Village life, in the jungle, was most articulately explained by a village Big Man named C4 (wonder if he had an explosive temperament?). He said headhunting had ceased here 30 years ago — except for some remote islands. Then he smiled, showing his pointed teeth.



After a swim and visit to the Blue Lagoon, shown above, we hustled back on board to eat Beluga caviar and see the crew  perform, quite nicely, parts of “South Pacific.” We weighed anchor and sailed for Yasawa-I-Rara, which, as you all know, is in Fiji.


PS — Today’s Bad Riddle heard onboard:

What is the difference between Melanesian and Polynesian habits?

Polynesians are very hospitable and love to have you over for dinner.

Melanesians, not quite as hospitable,  just love to have you for dinner.


Days 22-24 — Lautoka, Viti Levu island, Fiji


A day at sea, very Pacific

A day filled with “Ben Hur”(1/2 * for special effects, otherwise pathetic) and a fine locally produced Broadway review, (including “Chicago”, “Cats”, “Momma Mia”, etc) we arrived at the Fijian beach resort of Yasawa-I-Rara. We were early — perhaps 4 years early, as messers, Hilton, Marriott, and Pritzker had not arrived to “alter” it by cleaning it up and building hotels. The usual beautiful horseshoe beach, fine-grained super white sand, and scores of tents full of Islanders selling masks, and tapa fabrics. So I bought a Fijian mask, rented a diving mask, and went snorkeling. Not much to see just the extraordinary beauty of the Blue Lagoon. The snorkeling was a relief to the crushing omnipresent humidity and heat of these islands. Made friends with a blue Starfish.


On to the hustle and bustle of the city of Lautoka, Fiji today.

As soon as you come ashore at Lautoka you are immediately hit in the nose and ear by the smells of curry and the sounds of Bollywood. Like its neighbor, Vanuatu, Fiji has had numerous coups and counter-coups — only in this case it’s pretty much racial. About 55% of this country is Melanesian…


Three ladies of Indian dissent in Fijian store.

About 38% Indian, the balance mostly Chinese — more on them later. As in East Africa, East Timor, and in some American cities the Indian descendants run the shops and their success is resented by the locals. The Chinese own the Big Stuff. We did a bit of shopping but came up empty-handed, except for my purchase of “The Fiji Times,” which one would not confuse with its London or NYC cousins. “Toxic Fish for 3 Years,” screamed the headline.  One item in Fijian history did hit my eye, Mr “Ratu Udre Udre, (hereafter known as RUU ) a local boy from this island, who was credited with eating “BETWEEN 872 and 999  people.”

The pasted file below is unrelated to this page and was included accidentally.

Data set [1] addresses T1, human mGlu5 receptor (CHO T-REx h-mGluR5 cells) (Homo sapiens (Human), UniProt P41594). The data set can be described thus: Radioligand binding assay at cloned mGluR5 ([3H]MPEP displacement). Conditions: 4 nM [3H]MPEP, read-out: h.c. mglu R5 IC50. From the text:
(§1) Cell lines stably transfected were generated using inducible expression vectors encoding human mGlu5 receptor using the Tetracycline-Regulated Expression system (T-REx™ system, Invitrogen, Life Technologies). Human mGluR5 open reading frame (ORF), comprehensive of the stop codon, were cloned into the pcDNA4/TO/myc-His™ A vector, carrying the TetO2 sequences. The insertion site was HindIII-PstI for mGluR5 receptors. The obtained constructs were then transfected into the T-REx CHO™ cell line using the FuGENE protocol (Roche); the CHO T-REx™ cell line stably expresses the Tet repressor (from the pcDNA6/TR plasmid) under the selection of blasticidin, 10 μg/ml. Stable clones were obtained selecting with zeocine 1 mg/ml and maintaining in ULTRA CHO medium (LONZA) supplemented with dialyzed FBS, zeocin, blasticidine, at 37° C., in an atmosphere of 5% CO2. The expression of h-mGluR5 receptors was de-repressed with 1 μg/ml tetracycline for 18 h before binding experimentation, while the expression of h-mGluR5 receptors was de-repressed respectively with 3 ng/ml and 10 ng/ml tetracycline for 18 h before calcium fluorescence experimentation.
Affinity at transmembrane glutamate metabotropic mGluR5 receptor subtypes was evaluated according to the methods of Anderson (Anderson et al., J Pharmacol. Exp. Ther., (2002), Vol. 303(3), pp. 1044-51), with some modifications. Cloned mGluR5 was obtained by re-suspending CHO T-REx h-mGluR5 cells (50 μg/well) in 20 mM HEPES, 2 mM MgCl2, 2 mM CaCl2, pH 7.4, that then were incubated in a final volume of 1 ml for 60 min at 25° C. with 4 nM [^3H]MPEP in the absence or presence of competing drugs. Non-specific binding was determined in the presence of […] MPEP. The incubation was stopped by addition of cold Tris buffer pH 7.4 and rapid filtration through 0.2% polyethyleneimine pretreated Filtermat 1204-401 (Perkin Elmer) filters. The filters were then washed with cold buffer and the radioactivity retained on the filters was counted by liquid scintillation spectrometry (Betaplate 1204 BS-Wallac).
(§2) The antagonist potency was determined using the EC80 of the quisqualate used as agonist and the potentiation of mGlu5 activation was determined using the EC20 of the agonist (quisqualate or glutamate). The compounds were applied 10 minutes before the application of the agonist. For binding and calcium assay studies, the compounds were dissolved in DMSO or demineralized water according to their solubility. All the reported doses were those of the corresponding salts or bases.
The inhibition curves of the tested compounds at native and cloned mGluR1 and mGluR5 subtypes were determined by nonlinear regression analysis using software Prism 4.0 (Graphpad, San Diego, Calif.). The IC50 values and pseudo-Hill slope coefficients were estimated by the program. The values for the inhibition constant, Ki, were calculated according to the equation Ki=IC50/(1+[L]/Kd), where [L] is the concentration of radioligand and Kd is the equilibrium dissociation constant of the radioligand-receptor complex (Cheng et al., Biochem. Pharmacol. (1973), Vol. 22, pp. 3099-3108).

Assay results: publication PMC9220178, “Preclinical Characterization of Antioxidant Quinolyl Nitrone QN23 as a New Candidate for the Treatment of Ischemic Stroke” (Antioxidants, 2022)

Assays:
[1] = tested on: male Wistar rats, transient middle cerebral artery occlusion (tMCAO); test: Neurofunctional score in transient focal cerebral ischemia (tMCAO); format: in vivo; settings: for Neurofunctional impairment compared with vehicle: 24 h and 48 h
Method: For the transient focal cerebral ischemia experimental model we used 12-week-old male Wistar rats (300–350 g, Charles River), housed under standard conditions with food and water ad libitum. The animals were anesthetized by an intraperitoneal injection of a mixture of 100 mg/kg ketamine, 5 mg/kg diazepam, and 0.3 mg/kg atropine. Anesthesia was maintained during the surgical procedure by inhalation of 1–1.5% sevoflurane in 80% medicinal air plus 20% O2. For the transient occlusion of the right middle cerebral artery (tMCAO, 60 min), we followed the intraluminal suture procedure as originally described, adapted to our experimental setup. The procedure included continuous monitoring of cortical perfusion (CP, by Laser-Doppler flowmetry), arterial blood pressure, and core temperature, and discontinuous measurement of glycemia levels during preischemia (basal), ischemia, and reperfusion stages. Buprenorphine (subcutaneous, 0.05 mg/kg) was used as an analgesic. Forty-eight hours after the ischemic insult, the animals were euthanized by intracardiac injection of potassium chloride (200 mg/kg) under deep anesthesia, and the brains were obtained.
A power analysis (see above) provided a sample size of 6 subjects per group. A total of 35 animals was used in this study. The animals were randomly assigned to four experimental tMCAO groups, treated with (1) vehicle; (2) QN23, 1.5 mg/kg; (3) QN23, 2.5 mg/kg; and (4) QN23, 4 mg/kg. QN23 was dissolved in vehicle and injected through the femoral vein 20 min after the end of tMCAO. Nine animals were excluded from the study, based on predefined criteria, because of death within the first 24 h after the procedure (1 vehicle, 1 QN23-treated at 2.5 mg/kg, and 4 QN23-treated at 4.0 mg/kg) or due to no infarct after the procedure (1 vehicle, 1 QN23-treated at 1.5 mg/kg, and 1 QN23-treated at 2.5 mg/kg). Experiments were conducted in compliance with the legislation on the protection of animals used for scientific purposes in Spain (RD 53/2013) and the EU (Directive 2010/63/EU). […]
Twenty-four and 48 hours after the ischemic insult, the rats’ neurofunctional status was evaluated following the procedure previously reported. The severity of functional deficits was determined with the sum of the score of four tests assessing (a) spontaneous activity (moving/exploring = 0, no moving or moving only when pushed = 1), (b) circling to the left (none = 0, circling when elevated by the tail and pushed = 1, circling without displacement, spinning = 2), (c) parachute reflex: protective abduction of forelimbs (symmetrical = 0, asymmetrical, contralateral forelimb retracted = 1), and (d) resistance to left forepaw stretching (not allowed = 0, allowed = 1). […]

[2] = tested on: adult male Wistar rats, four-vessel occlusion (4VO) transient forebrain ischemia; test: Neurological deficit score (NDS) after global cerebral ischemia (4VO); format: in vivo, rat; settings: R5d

A local greeting, in those hungrier times, from a commoner to a chief was, “Eat me.” It seems RUU frequently accepted the invitation. In an unrelated event, Yvonne was caught feeding dollars to the local Gung Hey Fat Choy Dragon.  It was, after all, the Chinese new year! I think she was trying to buy good fortune on the cheap.


Gung Hey Fat Choy Dragon, and feeder.

As we head for Overseas France, (New Caledonia) the seas have gone from millpond to 9′ waves. The big dance should be interesting tonight.

It wasn’t — Yvonne got seasick.


Day 25 — New Caledonia &The Last days & Why Travel?

Noumea, (originally Fort de France) New Caledonia was, as billed, a little bit of France. But also, as not billed, the territory is leaning towards independence. And with its modern port facilities, resort hotels, better education, and prosperous citizens, much more ready than PNG, or the Solomons to do it alone. While hot as its neighbors, its pleasant landscaping and beautiful harbors invited one back. That, and for all good Catholics, a MINI Notre Dame look-alike cathedral built to scare away the ghost of Capt Cook and all those who would claim the world for WASPdom. Cook named it New Caledonia (New  Scotland) in honor of a combined English and Scottish throne, which only caused  Napoleon III  to settle it in a hurry to keep the Anglo-Saxons/Celts out.



The long-distance between New Caledonia and Sydney gave us time to reflect on the cruise.

First, the fine food and better service are addicting. It’s tempting to stay on board rather than subject oneself to another very hot but superficially similar South Pacific island. Second, cruising can inspire mental and physical laziness — all the pleasures are close at hand, and choices are made for you.  Or most choices— typical choices for shore excursions:

A. See a local jungle village.
B. Go snorkeling nearby.
C. Visit a museum or site of cultural interest.
D. (Rare, since the age of many passengers, is near Paleolithic ) Take a strenuous hike to a local site  (waterfall or hot spring). All at extra cost.

I often made the wrong choice if I accept the veracity of my shipmates’ stories that their shore excursion “was simply divine!”

I don’t.

One is easily seduced by the varied activities on board: lessons in everything from Mah-Jongg to ballet, to how to stand and walk properly. Movies galore, massages, swimming in the wave prone pool, lectures on everything from Space to Politics, and yes — even a jewelry fashion show starring Yvonne.



It’s all there, why leave? It’s no problem that there’s occasionally more time at sea than onshore. But I am for longer shore visits.

Crystal shows new cultures and lands while educating you onboard. After sailing 8285 miles on Crystal Symphony I would do it again, although  a bit shorter, as a river trip to spend more time ashore.

The Danube or Dalmatian coast anyone? Or the Amazon or Nile? Or maybe just the Chicago River? That could be short and very diverse and you wouldn’t have to fly 17,000 miles.

Why do we make such trips? Nancy Karger reminded me that T.S. Eliot may have said it best in four quartets:


We shall not cease from exploration

And the end of all our exploring

Will be to arrive where we started

And know the place for the first time.


See you soon!


-Daggett Harvey